Sunday, 13 March 2022

The adventures of Tim the Necromancer: Dark Alchemy 1

So, after what feels like an age of prep, I finally had everything I needed to start playing Frostgrave! 

I’m starting with Dark Alchemy, the short solo campaign from the Frostgrave Folio, and set up a little board accordingly:

And thus began the adventures of Tim the Necromancer (named partly for the Monty Python character, but equally for another blogger). Not particularly strongly, to be fair, repeatedly failing to cast any spells at first, but my warband were handily plugging away with arrows and bolts to start whittling down the Alchemical Monstrosity’s health. Until it shambled towards them, at which point they decided discretion was the better part of valour and MGS style his praying that it would go away:

Tim finally managed to conjure up a zombie minion at this point, which was duly flung towards the horrible beast to lure it away from the squishy henchmen. This zombie was actually very briefly MVP, managing to win the first combat against the beast, and then hold it off for no loss of health in the next turn. 

Unfortunately, it went rapidly downhill for my zombie from there, as he was reduced to his component parts with little ceremony.

The rest of the warband continued to plunk away at the monster from a distance, reducing it to one health.

While all this was going on, Tim had made his way to one of the doors that was potentially the exit. With only a 30% chance of the first door you check being the correct one and my historically disastrous ability to roll dice, I’d sent the rest of the warband towards the second door, expecting to roll low, and then happily Leap Tim across the board to rejoin his companions and exit to safety. Obviously the one time I thought I’d roll low I did the exact opposite, meaning the rest of the gang had to bundle their way across the width of the board, past an angry monster…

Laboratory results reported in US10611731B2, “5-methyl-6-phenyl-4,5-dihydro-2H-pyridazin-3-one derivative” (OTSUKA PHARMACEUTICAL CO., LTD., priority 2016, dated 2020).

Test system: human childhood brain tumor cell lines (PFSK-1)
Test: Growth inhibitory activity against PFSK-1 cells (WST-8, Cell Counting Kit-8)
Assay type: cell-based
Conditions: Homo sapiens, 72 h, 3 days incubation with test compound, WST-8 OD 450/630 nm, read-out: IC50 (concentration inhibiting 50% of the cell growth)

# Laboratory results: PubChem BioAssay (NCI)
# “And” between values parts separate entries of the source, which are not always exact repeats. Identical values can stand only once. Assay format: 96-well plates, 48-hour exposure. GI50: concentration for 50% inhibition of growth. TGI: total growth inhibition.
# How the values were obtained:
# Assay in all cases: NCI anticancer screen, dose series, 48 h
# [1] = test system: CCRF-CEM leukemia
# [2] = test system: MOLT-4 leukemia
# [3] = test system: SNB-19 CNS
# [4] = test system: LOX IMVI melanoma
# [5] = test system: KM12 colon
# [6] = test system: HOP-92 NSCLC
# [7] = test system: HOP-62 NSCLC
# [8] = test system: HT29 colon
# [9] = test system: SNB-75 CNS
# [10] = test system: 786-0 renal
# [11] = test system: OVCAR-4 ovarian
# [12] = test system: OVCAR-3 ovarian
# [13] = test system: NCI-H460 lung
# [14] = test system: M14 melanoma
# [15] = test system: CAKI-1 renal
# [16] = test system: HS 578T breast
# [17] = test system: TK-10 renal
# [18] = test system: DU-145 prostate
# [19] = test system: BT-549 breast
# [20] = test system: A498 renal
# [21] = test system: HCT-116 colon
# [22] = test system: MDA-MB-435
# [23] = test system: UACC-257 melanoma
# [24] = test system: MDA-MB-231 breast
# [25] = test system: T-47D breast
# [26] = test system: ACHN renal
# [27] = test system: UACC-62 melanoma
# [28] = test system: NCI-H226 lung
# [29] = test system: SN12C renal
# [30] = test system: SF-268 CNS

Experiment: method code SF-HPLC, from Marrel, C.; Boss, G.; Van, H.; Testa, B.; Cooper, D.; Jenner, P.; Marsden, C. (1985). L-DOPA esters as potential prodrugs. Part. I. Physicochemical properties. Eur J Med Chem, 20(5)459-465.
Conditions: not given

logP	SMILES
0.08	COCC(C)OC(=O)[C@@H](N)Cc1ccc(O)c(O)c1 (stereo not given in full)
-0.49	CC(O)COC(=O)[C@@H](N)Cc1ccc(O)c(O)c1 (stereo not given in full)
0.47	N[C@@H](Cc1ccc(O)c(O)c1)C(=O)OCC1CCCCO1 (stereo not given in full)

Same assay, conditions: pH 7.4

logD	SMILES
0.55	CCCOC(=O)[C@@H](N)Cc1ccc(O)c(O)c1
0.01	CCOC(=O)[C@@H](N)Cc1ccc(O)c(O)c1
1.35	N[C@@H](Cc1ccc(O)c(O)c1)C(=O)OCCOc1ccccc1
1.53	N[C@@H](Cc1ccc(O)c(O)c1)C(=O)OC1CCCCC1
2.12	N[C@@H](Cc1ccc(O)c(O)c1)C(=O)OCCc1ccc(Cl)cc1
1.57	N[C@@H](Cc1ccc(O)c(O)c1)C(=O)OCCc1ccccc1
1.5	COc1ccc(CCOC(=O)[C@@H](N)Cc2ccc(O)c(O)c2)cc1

Which is where I made my biggest mistake.
Figuring that as my knight and the monster had pretty much the same stats, with the exception of my knight having 12 health to the monster’s 1, I charged him into the beast to finish it off:

(You can just see Tim bravely hiding behind a wall in the top right of this picture)

Obviously, this was the time that the creature rolled a 20 in combat, knocking my knight down to a single remaining health. And at this point I realised that my knight was carrying two treasure tokens…

Not to worry, I thought, I’ll Leap my knight to safety and shoot the monster to death. On uttering these words, I rolled low enough on initiative for the first time all game to have a rat appear, but more importantly for the Alchemical Monstrosity to act before my wizard, at which point he duly smashed my knight into the ground.

The next three turns saw theee more rats spawning, but my wizard and crossbowman between them blasted them off the board as they appeared, and my Tracker snuck behind the monster to finish it off with an arrow to the face. Everyone then bundled through the exit door, dragging the knight behind them, and it was time to count XP and treasure!

My bad luck rolling initiative the last few turns did actually have a silver lining, as I was pretty much farming the rats for XP turn after turn, and my treasure tokens left me with 60 gold, a Control Construct scroll (handy if I play the Golem mini campaign), a potion of strength and a Construct Oil, plus a Grimoire with the spell Strength that I immediately learned and lowered the casting cost of. It would be handy to cast on a Knight to make a +6 fight wrecking ball, but unfortunately he has to sit out the rest of the mini campaign so I’ll be using it to try and make a Thug as tough as a Knight most likely. I’m still torn as to whether I should have spent a level to increase Tim’s Fight or Health rather than lowering the cost of Strength, but on the other hand without my Knight Strength could come in handy, and as I regularly fail to cast much easier spells, who knows…

This morning, I found something I’d missed while tidying up after the game last night:

Which does make my coffee seem a little more menacing. 
When planning the warband, I’d envisioned the crossbow spending every turn reloading then firing again, but in this scenario there was a lot more ‘getting the heck out of dodge’ than there was ‘raining down death from above’!

So what’s next? All I need to be able to play the next scenario is 5 teleportation tiles, which is very doable. But then again, I’ve also got these to be getting on with:


  1. Awesome work and a very enjoyable read too! As I mentioned on Instagram, there's something entertaining about a solo campaign that starts going against plans!

    I'm looking forward to seeing how the exploits of Tim develops in coming weeks!

  2. Very fun game! That monster stood up to his reputation and made sure to remind you why he was known as a nasty bugger. Looking forward to the next installment